The final countdown
The final countdown
(Final countdown). Ohhh oh oh ohhhh
The final countdown.

Although there is a bit more food for thought in the part of the lyric quoted below.

We’re leaving together
But still it’s farewell

That makes quite a counterpoint to the famous line from Hotel California which sums up the Euro area attitude to Greece’s use of the currency.

Relax, ” said the night man,
“We are programmed to receive.
You can check-out any time you like,
But you can never leave! “

Deposit flight

We find ourselves returning to the subject of Mondays article so quickly and one reason for this is that what I feared was already in play before last night’s events. From Bloomberg.

Greek savers pulled more than 1 billion euros from banks in one day on Thursday, three senior banking sources told Reuters, with the pace of withdrawals gaining speed since talks between the government and its creditors collapsed last weekend.

The withdrawals between Monday and Thursday have reached about 3 billion euros ($3.39 billion), representing about 2.2 percent of household and corporate deposits held by Greekbanks at the end of April.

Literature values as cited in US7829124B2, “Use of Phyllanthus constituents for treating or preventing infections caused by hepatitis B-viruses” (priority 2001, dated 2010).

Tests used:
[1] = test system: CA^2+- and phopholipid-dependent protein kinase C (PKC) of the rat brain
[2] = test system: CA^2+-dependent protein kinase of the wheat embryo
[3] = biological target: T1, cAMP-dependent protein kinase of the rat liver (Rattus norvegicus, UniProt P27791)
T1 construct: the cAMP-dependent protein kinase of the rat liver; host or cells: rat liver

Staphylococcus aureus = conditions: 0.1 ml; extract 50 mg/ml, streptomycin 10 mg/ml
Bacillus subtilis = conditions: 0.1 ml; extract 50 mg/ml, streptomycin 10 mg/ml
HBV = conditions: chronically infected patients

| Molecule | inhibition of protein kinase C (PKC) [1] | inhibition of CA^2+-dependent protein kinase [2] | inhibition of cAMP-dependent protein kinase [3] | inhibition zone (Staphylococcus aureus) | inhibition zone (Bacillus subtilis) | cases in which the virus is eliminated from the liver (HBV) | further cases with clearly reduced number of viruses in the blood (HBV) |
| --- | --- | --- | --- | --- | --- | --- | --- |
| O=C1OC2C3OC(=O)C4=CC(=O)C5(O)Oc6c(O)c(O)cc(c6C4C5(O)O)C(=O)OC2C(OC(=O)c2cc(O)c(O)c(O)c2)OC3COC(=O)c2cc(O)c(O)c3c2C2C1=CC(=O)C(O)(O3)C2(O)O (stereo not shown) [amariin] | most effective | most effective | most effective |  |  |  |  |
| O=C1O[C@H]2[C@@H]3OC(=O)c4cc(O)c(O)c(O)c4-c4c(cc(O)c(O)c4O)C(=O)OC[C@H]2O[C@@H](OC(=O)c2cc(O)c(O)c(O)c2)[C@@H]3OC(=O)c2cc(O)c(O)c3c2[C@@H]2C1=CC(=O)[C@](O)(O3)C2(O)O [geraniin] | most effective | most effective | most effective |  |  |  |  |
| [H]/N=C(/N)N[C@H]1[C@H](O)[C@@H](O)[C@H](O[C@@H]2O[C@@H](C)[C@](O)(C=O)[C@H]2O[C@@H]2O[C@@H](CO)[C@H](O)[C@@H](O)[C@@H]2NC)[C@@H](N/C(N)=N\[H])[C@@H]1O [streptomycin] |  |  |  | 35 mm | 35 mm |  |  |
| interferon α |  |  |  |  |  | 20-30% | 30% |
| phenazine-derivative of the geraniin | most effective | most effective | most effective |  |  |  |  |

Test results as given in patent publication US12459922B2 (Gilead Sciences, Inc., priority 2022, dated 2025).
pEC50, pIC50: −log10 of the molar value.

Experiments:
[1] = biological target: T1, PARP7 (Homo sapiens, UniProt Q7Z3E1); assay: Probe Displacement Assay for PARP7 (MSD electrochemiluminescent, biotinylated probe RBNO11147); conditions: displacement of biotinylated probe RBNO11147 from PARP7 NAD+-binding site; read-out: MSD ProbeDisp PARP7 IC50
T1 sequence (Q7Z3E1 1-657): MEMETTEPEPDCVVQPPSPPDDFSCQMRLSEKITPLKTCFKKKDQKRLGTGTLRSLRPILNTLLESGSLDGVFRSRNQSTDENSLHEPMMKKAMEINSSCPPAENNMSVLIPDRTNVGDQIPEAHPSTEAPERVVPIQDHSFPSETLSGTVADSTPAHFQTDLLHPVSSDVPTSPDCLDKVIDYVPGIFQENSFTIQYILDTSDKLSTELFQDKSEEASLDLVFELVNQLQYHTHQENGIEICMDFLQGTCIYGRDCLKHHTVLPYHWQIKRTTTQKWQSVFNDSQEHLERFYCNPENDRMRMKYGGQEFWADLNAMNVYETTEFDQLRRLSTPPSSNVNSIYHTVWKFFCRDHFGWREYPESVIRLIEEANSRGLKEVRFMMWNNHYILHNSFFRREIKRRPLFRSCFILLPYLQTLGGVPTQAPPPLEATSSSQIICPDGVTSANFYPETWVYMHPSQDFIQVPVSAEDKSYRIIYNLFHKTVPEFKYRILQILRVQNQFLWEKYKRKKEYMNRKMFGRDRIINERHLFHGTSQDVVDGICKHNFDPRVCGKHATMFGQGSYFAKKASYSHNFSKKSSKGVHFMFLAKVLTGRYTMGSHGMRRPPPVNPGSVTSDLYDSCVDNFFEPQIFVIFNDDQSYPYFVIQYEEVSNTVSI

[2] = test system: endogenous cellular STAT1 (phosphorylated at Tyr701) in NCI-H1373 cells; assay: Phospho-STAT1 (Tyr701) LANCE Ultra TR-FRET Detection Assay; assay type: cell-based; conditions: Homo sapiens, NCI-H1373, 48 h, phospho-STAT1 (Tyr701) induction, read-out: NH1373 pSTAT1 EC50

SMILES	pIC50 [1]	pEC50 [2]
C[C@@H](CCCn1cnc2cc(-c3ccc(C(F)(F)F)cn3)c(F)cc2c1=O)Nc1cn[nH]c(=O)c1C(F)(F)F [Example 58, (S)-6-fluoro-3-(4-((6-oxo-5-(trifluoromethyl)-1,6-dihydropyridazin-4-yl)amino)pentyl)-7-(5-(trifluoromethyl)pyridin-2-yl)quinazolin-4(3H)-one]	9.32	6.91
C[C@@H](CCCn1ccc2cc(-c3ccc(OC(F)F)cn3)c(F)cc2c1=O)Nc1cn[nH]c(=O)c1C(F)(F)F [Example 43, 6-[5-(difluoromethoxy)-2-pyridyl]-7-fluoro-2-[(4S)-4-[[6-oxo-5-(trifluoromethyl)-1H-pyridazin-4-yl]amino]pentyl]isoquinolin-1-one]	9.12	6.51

This is a different form of credit crunch as it is individual to Greece but these latest flows come on top of previous departures.

As you can see deposits have been fleeing Greece and it has increased the demand for cash too as presumably some money is now being stored in the equivalent of under the mattress as well as going abroad. Of course those are just the official figures which do not include the deposit flight from the beginning of May. They would look much worse now as flows have accelerated.

Just for clarity as I have been asked this on twitter the phrase capital flight is something of a misnomer. Yes it is capital flight from Greece but for the banks it is a loss of deposits rather than capital and is therefore a cash flow issue. This,of course poses its own problems as they have to reshuffle their own financial position as they are forced to hold ever more liquid assets so they can supply the cash withdrawals and transfers out. There has also been help from the central bank which I will analyse in a moment.

This must be a brake on bank lending in Greece which is one of the things it badly needs to help it escape an economic situation which is of a depression combined with a recession. Even before this latest phase the position was poor and I fear for what it is right now.

In April 2015, the annual growth rate of total credit extended to the domestic private sector remained almost unchanged at -2.4%, against -2.5% in the previous month.

On Wednesday the Annual Report of the Bank of Greece expressed the same fears.